UTA Signs High Times (Exclusive)

Courtesy of High Times

It's the first official cannabis client for a major Hollywood agency.

UTA has a dope new client, The Hollywood Reporter has exclusively learned.

The agency has signed High Times, the premier content company dedicated to marijuana for more than 40 years. What started as a print magazine in 1974 has expanded into digital, social and video platforms as well as the Cannabis Cup and High Times Business Summit event series. In a first such pairing between a cannabis-based business and a major Hollywood talent agency, UTA will represent High Times across film, television, digital, consumer products, licensing, games and premium brand sponsorships.

"As the authoritative voice of authentic cannabis culture for more than forty years, High Times remains committed to producing cutting-edge content that educates, entertains, enlightens and inspires when it comes to marijuana," High Times COO Larry Linietsky said Wednesday in a statement. "High Times is proud to be aligned with UTA as we expand our leadership role in this fast-growing market."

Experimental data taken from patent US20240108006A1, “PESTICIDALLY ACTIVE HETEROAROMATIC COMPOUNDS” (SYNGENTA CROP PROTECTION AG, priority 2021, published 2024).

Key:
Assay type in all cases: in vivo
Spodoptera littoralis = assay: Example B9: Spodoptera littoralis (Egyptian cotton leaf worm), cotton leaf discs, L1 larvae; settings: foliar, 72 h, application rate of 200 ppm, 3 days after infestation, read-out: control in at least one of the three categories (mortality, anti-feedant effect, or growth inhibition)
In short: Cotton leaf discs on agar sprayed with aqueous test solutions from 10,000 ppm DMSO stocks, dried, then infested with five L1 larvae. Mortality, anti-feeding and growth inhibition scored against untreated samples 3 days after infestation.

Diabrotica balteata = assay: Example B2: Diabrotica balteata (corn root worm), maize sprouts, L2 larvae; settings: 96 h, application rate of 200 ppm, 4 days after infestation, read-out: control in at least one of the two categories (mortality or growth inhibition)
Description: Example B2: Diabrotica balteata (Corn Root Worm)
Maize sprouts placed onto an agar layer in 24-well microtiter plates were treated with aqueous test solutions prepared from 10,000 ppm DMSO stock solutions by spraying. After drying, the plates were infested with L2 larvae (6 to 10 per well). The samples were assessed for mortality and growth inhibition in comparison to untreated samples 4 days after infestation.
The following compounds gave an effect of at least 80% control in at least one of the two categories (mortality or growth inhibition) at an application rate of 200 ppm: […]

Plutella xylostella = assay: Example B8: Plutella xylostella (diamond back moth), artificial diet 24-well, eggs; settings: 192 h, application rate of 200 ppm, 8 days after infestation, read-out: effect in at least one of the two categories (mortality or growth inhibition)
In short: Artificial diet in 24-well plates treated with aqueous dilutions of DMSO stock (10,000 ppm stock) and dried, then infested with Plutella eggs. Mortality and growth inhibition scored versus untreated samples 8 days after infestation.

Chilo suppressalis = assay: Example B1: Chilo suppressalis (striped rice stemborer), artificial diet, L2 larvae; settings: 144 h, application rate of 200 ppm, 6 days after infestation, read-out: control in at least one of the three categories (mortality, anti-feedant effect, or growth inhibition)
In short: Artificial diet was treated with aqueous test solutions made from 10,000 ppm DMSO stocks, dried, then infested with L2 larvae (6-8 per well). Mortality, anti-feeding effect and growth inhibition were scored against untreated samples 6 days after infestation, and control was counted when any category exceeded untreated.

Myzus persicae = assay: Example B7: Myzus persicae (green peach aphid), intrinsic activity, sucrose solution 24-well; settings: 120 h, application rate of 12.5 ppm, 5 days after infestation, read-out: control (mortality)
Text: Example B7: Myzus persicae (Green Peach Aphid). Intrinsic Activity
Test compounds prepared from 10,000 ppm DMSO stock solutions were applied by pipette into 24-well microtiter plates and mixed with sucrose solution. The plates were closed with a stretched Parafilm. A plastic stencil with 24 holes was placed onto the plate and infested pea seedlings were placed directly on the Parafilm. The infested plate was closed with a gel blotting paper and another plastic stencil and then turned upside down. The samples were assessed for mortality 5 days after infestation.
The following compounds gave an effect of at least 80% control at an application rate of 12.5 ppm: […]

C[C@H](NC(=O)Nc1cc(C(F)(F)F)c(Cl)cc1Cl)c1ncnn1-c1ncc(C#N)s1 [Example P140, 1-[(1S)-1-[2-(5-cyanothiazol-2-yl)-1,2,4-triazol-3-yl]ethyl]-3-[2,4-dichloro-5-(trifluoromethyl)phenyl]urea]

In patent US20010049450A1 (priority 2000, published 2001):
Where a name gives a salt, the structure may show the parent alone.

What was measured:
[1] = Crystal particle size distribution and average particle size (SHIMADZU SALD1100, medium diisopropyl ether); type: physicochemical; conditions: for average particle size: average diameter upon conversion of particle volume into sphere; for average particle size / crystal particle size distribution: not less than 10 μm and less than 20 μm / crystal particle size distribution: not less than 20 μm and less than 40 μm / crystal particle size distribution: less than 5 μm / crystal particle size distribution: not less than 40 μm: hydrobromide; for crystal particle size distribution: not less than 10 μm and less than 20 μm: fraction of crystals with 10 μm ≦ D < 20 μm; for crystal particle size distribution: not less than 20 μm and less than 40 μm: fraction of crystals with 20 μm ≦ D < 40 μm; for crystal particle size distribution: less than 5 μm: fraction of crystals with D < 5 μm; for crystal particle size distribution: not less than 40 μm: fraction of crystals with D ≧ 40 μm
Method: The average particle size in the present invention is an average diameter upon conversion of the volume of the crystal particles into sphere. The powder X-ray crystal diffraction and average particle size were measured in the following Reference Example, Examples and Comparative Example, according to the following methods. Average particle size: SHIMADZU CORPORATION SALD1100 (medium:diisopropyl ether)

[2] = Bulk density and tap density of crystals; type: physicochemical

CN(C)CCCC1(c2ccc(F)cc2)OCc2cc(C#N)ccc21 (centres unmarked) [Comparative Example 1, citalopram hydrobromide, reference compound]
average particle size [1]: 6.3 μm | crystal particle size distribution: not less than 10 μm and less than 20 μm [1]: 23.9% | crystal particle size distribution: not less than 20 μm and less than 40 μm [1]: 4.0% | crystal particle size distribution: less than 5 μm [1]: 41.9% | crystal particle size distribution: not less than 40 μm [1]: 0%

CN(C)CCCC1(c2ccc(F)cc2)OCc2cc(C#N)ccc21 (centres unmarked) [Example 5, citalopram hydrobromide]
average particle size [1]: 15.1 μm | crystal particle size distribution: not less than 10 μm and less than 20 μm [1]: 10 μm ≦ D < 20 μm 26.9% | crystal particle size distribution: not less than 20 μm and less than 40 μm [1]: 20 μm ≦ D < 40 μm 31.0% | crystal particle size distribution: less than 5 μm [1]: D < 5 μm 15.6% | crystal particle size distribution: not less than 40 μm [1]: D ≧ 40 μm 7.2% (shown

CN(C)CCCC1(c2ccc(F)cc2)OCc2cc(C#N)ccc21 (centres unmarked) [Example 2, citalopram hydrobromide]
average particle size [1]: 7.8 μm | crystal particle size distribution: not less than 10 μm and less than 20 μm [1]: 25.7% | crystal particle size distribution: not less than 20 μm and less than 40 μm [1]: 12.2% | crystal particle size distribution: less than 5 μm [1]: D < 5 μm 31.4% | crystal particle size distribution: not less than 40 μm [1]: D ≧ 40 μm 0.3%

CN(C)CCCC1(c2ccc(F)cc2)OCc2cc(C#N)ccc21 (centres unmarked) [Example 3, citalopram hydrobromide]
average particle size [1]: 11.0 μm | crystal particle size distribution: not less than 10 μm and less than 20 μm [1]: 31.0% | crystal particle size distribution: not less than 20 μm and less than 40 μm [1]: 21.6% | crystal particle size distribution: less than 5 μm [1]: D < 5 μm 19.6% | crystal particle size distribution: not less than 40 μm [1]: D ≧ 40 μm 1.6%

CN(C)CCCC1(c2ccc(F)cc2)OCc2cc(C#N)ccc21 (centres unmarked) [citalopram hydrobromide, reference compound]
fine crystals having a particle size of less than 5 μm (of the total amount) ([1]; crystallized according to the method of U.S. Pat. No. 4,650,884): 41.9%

The move comes after the New York-based company opened its second location, in Los Angeles, in June and hired David Bienenstock as its first head of content. High Times also has recently partnered with New Frontier, a big data firm focused on the marijuana industry, and with sparks & honey, an advertising and intelligence agency (not specifically pot-focused), to lend research insights to its ongoing coverage of all toking topics.

Speaking of which, Hollywood also has recently been jonesing for doobie-related TV. Kathy Bates will star in Netflix's Chuck Lorre comedy Disjointed, while Margaret Cho will headline Amazon's Highland and Snoop Dogg will guest star on MTV's Mary + Jane. Meanwhile, HBO will premiere High Maintenance, which started as a Vimeo web series, on Sept. 16 and Naomi and Adam Scott are developing Buds at NBC. And proving that not all hash is ha-ha, John Malkovich will star in Humboldt, a drama about a real-life town that subsists on the marijuana trade, which is set up at Sony Pictures TV and will soon be shopped to premium cable and streaming networks.

Bienenstock, who is based in L.A., said in a statement, "With society finally moving past the days of Reefer Madness and into an exciting new post-prohibition era, our partnership with UTA will allow High Times to harness the creative acumen and media access of one of the world's largest and most dynamic talent agencies in order to create feature films, scripted and unscripted TV shows, video content, apps, games and experiential programming that reflects our shared vision."

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